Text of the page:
- Turn valves to a 45-degree angle (half-open/half-closed position).
- Cover/wrap the backflow valve and all copper pipe with a large towel or blanket.
- Place 2-3 gallon bucket underneath drain and open the drain valve. Generally, 1-2 gallons of water will empty into the bucket. Once all the water has drained out of the pipe, close the drain valve.
How-To: Winterize the Controller and Rain Sensor
To winterize the irrigation controller, simply turn the controller to the off or “rain shutdown” position. (You can also disconnect the power and remove the battery, but this is not necessary.) Do not allow the controller to cycle through an irrigation schedule without water in the system.
If your irrigation system is equipped with a rain sensor or a soil moisture sensor, it’s not usually necessary to cover or remove the sensor for the winter. Check with the manufacturer to make sure your rain sensor does not require any special instructions for winterization.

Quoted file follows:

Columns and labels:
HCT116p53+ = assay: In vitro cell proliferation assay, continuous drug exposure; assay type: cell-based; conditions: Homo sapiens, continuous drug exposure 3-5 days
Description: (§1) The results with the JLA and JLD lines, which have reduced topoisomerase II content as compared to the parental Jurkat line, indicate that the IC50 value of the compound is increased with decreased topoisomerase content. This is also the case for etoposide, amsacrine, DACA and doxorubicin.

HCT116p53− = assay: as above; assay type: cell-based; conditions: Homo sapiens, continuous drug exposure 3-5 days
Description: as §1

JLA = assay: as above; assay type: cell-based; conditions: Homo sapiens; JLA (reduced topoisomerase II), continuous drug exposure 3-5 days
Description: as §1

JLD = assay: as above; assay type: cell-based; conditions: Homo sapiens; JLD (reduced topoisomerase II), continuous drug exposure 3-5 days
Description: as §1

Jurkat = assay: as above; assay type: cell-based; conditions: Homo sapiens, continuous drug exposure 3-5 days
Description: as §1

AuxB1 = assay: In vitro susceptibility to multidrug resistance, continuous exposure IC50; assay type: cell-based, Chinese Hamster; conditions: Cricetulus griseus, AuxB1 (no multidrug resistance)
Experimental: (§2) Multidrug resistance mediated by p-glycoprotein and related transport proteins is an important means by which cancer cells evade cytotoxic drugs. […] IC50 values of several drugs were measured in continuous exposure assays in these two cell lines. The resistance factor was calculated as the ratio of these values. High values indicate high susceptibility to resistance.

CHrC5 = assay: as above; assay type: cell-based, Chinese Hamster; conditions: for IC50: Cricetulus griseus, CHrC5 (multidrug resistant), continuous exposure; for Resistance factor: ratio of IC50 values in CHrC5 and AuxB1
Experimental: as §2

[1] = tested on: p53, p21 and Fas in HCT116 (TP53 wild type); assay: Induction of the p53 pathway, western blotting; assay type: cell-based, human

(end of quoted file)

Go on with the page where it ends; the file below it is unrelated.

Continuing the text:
How-To: Winterize the Pump
If you have a submersible pump (i.e., located in a lake, stream or pond), the check valve at the pump must be removed to keep the discharge hose from freezing. The best way is to simply remove the pump and discharge hose from the water each winter, and reinstall in the spring.
If you have a centrifugal pump, follow these steps:
- Remove the drain valve (located at the base of the pump housing) and store it for the winter.
- Disconnect the power supply, to prevent the pump from being accidentally turned on without any water. (A pump running without water will quickly burn up.)
- If the pump is drawing water from a lake or stream, you must remove the intake hose or suction line completely from the water and store it for the winter.
- If a check valve is located on the discharge side of the pump, it too must be removed and stored for the winter.
Leave It to the Pros
As you can see, preparing an irrigation system for winter can be a complicated process. A knowledgeable professional is essential to minimize damage caused by freezing. An improperly winterized irrigation system can be an expensive proposition next spring.